Kamal Nath
Kamal Nath
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The fall of the Congress government of Kamal Nath in Madhya Pradesh comes as no surprise after the turn of events in the State following the recent exit of Jyotiraditya Scindia from the Congress and his decision to go with the BJP. Scindia was no run-of-the-mill leader. Not only was he a stalwart of consequence but he carried the Congress party on his shoulders with his charisma. He, along with Sachin Pilot in Rajasthan and Milind Deora in Maharashtra, among others, constituted the youth brigade of the party which for some time was on the ascendant until the old guard outwitted it with its guile and unscrupulousness. It was amply clear that Scindia, a former central minister and effective parliamentarian was being given short shrift by the party high command and by Chief Minister Kamal Nath. Doubtlessly, the BJP was deeply wounded by the manner in which its erstwhile ally in Maharashtra, the Shiv Sena, was hijacked by the Congress and Nationalist Congress Party (NCP) to outwit the pre-poll ally of the Sena, the BJP, to form a government. Sensing an opportunity with Scindia’s disenchantment with the Congress high command, the BJP thought it expedient to exploit that to bring down the Kamal Nath government.

With the Congress being headed by a lame duck president Sonia Gandhi, who was in poor health and forced to come out of retirement to revive the ailing party, Scindia found that there was nobody he could turn to in the party. Rahul, who was deemed to be his friend, was in semi-retirement and was obsessed with himself, having botched up Congress performance in election after election. With a weakened Congress, the party leadership had lost its connect with party workers and there was no one to take crucial decisions which could stem the rot. The Congress had indeed lost the advantage that it earlier wielded of being a rallying point for Opposition forces especially after it repeated its poor showing in the 2014 general elections with an equally lacklustre performance in 2019. In such circumstances, it was hardly surprising that ambitious young men like Jyotiraditya Scindia should look for greener pastures where they could revive their fortunes. It is indeed ironic that instead of doing some soul-searching, leaders like Kamal Nath are heaping all blame on the BJP for which it was perfectly natural to capitalise on the confusion that characterised the Congress scene.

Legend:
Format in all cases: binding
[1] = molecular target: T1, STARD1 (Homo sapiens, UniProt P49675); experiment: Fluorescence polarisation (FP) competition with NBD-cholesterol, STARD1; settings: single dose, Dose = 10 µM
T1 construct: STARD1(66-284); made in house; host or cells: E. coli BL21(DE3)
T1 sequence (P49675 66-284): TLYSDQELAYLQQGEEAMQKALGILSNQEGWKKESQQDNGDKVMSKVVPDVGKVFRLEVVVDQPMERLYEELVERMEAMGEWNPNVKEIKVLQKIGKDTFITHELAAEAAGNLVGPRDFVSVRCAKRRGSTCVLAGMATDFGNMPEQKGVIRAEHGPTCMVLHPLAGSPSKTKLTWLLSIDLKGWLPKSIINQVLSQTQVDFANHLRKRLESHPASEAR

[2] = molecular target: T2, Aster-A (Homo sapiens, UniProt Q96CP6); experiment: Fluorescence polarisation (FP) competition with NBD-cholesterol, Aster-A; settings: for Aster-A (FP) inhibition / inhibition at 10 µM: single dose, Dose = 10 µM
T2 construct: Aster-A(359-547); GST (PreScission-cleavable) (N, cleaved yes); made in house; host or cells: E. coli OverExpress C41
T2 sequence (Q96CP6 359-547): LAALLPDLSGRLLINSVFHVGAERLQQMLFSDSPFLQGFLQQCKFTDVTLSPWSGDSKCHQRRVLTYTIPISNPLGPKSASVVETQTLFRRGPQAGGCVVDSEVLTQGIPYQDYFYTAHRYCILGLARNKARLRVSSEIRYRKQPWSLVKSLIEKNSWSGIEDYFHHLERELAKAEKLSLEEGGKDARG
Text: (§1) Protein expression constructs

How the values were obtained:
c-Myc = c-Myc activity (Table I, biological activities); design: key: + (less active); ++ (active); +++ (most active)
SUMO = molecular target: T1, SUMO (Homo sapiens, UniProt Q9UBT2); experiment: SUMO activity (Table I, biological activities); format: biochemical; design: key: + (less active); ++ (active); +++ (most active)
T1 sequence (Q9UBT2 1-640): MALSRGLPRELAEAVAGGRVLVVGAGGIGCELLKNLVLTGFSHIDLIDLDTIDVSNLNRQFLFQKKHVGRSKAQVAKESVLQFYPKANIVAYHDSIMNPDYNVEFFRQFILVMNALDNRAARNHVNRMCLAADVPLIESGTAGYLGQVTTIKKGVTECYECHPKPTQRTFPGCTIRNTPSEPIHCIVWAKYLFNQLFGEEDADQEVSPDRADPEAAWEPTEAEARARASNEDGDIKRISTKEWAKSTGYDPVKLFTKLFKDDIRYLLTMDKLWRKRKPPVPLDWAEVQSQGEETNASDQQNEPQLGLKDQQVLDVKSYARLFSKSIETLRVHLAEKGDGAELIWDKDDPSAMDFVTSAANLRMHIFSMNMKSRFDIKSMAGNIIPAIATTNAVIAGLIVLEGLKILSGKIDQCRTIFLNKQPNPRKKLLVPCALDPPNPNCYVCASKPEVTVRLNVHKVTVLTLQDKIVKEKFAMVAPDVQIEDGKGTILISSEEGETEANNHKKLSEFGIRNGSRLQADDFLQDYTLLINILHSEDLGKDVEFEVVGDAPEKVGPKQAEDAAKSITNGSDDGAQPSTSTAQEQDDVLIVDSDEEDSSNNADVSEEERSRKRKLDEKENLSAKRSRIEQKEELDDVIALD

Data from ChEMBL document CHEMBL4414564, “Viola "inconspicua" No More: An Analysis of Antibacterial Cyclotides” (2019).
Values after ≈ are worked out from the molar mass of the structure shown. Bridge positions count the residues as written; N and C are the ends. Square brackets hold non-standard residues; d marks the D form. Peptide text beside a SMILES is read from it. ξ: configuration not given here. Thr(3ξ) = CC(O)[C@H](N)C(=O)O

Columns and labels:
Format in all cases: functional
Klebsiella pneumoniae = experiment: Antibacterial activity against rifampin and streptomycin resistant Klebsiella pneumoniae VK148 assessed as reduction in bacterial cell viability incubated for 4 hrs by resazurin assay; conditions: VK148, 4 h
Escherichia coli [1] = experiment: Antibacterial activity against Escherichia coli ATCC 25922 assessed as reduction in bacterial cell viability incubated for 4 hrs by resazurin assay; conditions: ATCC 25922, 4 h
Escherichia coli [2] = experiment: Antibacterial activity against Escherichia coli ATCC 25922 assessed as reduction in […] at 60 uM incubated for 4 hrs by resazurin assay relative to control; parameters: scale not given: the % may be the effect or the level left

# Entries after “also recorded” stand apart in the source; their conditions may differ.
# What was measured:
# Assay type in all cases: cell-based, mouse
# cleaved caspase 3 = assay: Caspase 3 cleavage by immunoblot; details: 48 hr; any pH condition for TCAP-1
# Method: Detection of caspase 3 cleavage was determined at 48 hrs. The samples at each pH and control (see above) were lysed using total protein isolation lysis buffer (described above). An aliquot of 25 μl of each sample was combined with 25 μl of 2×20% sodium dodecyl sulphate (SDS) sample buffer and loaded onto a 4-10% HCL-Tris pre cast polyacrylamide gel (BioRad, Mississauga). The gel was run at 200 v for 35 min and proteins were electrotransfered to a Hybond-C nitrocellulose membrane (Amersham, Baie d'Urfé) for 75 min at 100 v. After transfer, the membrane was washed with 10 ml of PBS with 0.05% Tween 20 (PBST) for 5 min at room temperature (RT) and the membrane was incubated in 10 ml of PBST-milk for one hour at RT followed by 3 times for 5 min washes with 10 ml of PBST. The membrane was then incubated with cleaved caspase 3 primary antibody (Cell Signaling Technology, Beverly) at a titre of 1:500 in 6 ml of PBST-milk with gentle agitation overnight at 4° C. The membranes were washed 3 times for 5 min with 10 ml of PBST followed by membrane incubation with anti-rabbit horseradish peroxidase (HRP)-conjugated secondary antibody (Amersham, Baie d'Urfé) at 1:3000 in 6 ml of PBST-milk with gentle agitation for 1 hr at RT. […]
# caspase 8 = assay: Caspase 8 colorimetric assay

That as the political crisis in Madhya Pradesh began with the exit of Scindia from the Congress, 22 Congress legislators who were ostensibly loyal to Scindia were whisked away to Bengaluru evidently courtesy the BJP and holed up there in virtual captivity, was by no means surprising since this has become a pattern in every state where an incumbent government is sought to be brought down. This is a practice that has proved a bane of the parliamentary form of government but surprisingly, the country’s Supreme Court has thought nothing of stopping this subversion of democracy. Kamal Nath has gone at length criticising this hijack of legislators but it is undeniable that the Congress too has been resorting to this practice when it suits that party. In state after state where this happens, the legislators are feted with five-star amenities and lavish food. That palms are greased and other baits offered is common knowledge. Ministerial bargains are struck by parties that lure these legislators is a hard reality that needs to be understood and deterred.

In the current case, the resignation of the Kamal Nath government will predictably lead to the return of a BJP government which had ruled the State for 15 long years. Whether that would lead to any improvement in the lot of the common man remains to be seen. Under the anti-defection law, the 22 legislators of the Congress who deserted the party and a lone BJP defector would come through to get elected in subsequent by-elections remains to be seen. Going by the events in Karnataka where a similar situation arose, most of them may well come through. There could then be a tussle in due course between the longtime BJP loyalists and the new entrants to the BJP from the Congress. Typically, the sense of public service as a smokescreen for their intent to get elected would get lost.

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